FWS: Protect Giraffes as Endangered Species Before It's Too Late

  • by: Alicia Graef
  • target: U.S. Fish and Wildlife Service, Secretary of the Interior

Despite their stature as the tallest land animal on earth, and status as one of the most iconic and beloved species in the world, giraffes have been quietly disappearing from the landscape at an alarming rate with little fanfare in what conservationists have dubbed a “silent extinction.”

Since the mid-1980s, their population has declined by startling 40 percent, leaving only an estimated 97,560 individuals in the wild. The staggering drop in numbers recently prompted the International Union for the Conservation of Nature (IUCN) to change their status from Near Threatened to Vulnerable on the Red List of Threatened Species.

Sadly, they continue to face a host of threats ranging from conflicts with us and habitat loss to climate change and being killed for sport by trophy hunters – who are largely coming from the U.S. and have imported thousands of trophies and other parts over just the past decade.

In response to concerns they may soon go extinct if we don't act to help, five animal advocacy and conservation organizations have joined forces in an effort to secure their future survival and to ensure the U.S. isn't complicit in their decline by seeking protection for all giraffes as Endangered under the Endangered Species Act.

Listing them would help by banning most imports of trophies and parts coming into the U.S., and regulating domestic trade, in addition to helping raise much-needed awareness about their plight and generating funding for more research and in-situ conservation efforts to protect them in the wild where they belong.

Please show your support for protecting giraffes as an endangered species by signing and sharing this petition.

As someone who is concerned with issues surrounding wildlife and endangered species, I was thrilled to learn that the U.S. now has an opportunity to act to protect one of the most iconic and beloved species on earth from disappearing–should it choose to do so.


Despite their stature as the tallest land animal on earth, giraffes have been quietly disappearing from the landscape at an alarming rate with little fanfare in what conservationists have dubbed a “silent extinction .”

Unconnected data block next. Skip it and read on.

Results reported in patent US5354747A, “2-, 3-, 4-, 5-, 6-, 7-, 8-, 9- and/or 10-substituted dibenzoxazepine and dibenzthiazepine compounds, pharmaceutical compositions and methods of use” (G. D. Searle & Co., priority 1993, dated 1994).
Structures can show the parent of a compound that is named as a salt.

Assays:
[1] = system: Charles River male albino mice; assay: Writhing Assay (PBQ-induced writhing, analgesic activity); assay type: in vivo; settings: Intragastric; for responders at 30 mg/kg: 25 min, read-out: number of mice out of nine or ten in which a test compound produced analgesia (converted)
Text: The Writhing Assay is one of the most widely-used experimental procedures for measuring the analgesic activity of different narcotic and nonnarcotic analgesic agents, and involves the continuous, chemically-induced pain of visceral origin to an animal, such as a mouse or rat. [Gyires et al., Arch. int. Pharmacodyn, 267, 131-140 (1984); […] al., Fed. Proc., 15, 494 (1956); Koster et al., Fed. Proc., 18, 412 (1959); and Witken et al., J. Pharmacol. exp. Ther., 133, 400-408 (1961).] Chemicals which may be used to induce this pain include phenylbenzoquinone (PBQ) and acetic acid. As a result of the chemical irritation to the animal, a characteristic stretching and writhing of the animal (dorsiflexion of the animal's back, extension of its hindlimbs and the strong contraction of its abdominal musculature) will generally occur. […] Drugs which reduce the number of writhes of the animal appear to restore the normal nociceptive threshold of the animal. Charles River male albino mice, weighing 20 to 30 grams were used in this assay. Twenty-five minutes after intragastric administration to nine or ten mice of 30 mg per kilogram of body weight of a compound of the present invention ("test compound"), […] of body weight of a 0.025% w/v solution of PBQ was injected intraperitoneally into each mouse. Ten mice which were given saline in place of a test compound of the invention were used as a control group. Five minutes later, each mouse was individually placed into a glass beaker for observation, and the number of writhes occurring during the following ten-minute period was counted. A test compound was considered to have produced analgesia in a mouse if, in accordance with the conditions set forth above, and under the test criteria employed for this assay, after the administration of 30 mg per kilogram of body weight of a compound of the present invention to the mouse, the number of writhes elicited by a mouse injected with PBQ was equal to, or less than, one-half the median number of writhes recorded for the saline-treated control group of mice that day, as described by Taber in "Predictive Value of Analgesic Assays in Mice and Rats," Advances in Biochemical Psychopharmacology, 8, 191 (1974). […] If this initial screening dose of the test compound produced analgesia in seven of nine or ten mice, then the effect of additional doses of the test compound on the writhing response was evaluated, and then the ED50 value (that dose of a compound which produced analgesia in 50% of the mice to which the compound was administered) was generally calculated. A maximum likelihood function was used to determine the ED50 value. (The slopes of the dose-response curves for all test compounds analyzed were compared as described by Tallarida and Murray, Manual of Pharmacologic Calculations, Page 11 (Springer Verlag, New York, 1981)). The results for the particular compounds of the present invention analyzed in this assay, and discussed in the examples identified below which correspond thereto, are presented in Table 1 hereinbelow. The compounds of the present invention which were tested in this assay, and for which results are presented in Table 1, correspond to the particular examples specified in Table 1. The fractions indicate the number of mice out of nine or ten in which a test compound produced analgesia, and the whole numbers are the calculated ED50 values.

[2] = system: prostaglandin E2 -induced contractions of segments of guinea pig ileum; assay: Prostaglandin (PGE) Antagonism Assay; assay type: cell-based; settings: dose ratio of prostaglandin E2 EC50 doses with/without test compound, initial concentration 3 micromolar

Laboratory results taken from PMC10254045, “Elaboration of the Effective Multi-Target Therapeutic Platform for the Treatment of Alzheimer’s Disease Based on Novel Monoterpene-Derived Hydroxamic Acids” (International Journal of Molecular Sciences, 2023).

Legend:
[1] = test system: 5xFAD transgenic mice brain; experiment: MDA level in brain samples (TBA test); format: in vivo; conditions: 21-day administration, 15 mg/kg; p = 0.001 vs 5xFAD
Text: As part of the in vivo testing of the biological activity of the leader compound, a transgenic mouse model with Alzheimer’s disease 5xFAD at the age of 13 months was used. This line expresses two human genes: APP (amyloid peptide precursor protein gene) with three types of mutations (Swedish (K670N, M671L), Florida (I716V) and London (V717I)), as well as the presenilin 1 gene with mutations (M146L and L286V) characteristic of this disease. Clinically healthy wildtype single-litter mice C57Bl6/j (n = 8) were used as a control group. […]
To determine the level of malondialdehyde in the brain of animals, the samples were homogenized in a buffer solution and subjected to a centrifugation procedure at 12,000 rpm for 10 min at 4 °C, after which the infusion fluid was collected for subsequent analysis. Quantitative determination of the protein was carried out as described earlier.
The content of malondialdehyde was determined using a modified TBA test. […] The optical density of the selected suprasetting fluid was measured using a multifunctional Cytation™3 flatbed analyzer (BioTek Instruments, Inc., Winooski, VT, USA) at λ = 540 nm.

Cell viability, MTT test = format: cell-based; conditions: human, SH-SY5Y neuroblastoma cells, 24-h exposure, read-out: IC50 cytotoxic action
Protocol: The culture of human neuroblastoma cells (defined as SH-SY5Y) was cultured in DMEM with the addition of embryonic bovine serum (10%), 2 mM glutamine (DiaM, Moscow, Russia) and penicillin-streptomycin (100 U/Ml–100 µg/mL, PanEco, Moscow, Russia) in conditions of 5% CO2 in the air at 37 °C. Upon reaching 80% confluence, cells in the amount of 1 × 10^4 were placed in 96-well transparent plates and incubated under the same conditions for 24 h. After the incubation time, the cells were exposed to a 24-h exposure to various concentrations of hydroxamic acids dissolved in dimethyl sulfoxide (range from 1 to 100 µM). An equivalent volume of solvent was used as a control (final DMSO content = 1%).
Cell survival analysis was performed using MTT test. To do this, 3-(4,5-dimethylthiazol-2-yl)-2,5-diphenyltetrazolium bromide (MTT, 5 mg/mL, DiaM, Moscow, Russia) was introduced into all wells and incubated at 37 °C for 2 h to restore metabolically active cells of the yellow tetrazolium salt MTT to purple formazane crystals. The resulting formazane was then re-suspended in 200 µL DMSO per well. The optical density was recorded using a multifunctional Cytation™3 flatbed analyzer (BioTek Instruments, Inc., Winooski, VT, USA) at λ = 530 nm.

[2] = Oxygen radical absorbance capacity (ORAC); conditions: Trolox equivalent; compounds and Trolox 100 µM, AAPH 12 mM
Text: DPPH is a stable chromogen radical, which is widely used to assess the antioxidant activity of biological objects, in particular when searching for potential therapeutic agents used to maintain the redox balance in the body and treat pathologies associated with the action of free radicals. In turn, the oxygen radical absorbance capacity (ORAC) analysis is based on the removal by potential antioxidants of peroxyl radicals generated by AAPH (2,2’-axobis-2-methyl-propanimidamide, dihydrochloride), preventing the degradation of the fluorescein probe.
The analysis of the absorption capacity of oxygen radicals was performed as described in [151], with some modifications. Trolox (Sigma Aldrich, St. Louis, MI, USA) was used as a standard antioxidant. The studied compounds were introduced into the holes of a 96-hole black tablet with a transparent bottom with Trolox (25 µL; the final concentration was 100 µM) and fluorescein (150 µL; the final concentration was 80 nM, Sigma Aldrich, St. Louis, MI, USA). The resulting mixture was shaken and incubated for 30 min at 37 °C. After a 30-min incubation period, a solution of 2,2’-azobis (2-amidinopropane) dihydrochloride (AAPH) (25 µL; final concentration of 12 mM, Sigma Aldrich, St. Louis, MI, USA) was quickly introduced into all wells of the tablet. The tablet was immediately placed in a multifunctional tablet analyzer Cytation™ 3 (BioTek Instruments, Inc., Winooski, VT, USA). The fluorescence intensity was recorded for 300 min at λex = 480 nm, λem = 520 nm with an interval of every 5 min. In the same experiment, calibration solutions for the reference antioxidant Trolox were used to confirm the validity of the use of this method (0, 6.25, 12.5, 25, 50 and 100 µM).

Since the mid-1980s, the population of giraffes has declined by startling 40 percent, leaving only an estimated 97,560 individuals in the wild. The staggering drop in numbers recently prompted the International Union for the Conservation of Nature (IUCN) to change their status from Near Threatened to Vulnerable on the IUCN Red List of Threatened Species.


Unfortunately, they still face numerous significant threats to their survival, including pressure from a growing human population, human-wildlife conflicts, disease, habitat loss and fragmentation, predation, civil unrest, drought, climate change, poaching and trophy hunting.


It's also unfortunate that the U.S. is playing a major role in their continued decline. In just the past decade alone, the U.S. imported 21,402 bone carvings, 3,008 skin pieces, and 3,744 sport-hunted trophies.


Concerns that giraffes are facing extinction recently prompted five conservation and animal advocacy organizations to formally request that the U.S. government protect all giraffes as Endangered under the Endangered Species Act (ESA).


Listing them would significantly help reduce major threats by imposing strict regulations on imports, exports and the domestic trade of trophies and parts, in addition to helping raise much-needed awareness about their plight and generating funding for more research and in-situ conservation efforts to protect them in the wild where they belong.


Above all, it would ensure the U.S. isn't complicit in their further decline.


I sincerely hope you will act to ensure the U.S. plays a role in ensuring giraffes remain part of the natural landscape by extending the greatest level of protection possible to them under the ESA.

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